Very good argument +Crews Giles, thank you for your considered thoughts. I do not disagree with you at all. These killers clearly are psychopaths; the source of that apparently increasing tendency in our society is worth discussion. I appreciate your informed comment.
Thank you, but not my argument.  That Jung fellow was pretty bright.

I'll add my own suspicion that may play into this topic:

"except for evangelicals"  Perhaps there is a link in that, as well. 

My impression is that Evangelicals emphasize Biblical knowledge over spiritual practice-- as in "praxis" in the historical sense.  The Evangelical "practice of religion," being chiefly in observing Biblical law, rather than in spiritual or mystical experience.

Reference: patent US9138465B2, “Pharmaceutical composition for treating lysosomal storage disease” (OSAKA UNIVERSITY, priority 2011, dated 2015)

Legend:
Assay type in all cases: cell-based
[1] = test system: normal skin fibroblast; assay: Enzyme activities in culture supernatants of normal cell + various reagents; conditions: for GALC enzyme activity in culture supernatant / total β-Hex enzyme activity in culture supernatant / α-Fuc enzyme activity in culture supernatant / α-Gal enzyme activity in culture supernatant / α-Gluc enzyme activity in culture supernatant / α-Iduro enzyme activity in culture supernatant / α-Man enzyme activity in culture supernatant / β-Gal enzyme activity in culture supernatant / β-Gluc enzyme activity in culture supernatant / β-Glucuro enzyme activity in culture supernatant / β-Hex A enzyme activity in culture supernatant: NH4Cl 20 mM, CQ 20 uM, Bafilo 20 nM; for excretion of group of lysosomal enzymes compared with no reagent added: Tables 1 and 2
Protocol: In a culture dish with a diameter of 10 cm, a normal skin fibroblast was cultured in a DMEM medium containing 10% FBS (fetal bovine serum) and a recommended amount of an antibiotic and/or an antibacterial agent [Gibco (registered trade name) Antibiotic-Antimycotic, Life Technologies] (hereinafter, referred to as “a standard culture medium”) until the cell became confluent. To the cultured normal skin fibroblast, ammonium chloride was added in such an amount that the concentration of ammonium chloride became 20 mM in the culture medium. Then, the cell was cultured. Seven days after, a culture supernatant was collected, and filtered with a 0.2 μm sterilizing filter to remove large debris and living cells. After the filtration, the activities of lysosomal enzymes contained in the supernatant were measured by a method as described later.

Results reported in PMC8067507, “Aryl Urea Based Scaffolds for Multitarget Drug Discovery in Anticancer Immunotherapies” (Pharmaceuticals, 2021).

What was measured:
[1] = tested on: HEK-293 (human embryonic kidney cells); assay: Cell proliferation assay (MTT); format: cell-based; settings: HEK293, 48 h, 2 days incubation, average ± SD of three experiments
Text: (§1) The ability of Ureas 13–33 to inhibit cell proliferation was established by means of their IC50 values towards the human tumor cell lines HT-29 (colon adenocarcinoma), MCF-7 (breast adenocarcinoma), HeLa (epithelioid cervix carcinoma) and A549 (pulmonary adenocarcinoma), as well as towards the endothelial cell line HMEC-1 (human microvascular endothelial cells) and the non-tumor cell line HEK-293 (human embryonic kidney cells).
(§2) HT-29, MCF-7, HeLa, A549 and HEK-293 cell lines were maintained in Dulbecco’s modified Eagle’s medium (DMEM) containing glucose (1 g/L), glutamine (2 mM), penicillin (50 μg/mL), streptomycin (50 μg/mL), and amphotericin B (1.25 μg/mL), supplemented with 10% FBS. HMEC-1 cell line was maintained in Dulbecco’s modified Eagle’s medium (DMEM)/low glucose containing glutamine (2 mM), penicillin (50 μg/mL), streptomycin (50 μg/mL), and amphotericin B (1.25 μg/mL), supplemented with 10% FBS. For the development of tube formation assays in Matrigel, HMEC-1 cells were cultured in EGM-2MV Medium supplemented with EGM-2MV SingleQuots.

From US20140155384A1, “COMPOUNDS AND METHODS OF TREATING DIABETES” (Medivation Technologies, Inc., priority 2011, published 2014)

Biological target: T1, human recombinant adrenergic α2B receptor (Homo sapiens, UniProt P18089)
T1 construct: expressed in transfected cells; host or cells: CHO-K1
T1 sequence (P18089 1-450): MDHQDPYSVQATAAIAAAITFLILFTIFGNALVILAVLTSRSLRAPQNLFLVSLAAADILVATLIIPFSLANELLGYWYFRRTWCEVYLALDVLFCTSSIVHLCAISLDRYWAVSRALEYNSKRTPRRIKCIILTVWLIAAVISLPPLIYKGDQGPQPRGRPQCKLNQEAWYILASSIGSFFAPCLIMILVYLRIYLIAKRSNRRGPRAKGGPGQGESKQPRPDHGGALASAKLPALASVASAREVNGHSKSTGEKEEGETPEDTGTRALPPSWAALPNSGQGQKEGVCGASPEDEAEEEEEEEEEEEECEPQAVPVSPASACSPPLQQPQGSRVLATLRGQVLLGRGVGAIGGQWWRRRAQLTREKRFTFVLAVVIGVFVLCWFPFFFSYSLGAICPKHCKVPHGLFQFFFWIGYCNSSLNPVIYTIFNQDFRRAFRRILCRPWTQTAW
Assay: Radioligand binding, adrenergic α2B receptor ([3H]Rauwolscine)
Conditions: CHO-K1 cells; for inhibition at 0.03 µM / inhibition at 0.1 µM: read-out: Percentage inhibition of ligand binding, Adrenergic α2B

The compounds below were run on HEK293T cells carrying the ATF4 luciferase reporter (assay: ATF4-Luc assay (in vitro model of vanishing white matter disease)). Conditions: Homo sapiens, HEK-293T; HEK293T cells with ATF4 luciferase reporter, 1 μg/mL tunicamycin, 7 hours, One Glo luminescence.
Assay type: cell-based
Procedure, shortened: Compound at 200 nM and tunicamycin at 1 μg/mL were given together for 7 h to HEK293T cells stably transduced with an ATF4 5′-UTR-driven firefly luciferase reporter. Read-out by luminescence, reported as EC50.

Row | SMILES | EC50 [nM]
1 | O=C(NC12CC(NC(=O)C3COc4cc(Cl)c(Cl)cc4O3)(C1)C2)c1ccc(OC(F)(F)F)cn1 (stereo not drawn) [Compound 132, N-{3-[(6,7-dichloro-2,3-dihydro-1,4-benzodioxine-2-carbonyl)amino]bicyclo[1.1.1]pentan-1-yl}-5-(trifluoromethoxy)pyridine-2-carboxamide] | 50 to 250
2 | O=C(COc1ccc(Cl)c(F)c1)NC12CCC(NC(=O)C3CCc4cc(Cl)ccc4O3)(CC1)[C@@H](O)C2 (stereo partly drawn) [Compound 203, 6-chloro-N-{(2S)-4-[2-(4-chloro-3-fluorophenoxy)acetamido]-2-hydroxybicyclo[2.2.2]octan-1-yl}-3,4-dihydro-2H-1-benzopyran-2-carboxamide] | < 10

If my impression is close, that could lead the spiritual aspect of a person about as incomplete as a non-religious person (if you agree with Jung's premise)-- no mystical marvels, no higher reality. 

I am not saying Evangelicals deny those things, but just that they are not emphasized as they are in Christian Orthodox, Catholic, Eastern religions and even shamanism.  For the American cultural taste, "rules leading to success" kind of religions are popular.

And that concept, leads back to the earlier discussion about patriotism and religion.  Some of the Church sees a blurry distinction between Church and State-- as if the two either are, or ought to be, about the same ideas.

The day the State can lead me to the transcendent Reality, is the day I'll consider buying into that; but the Church apart from the State works quite well for me.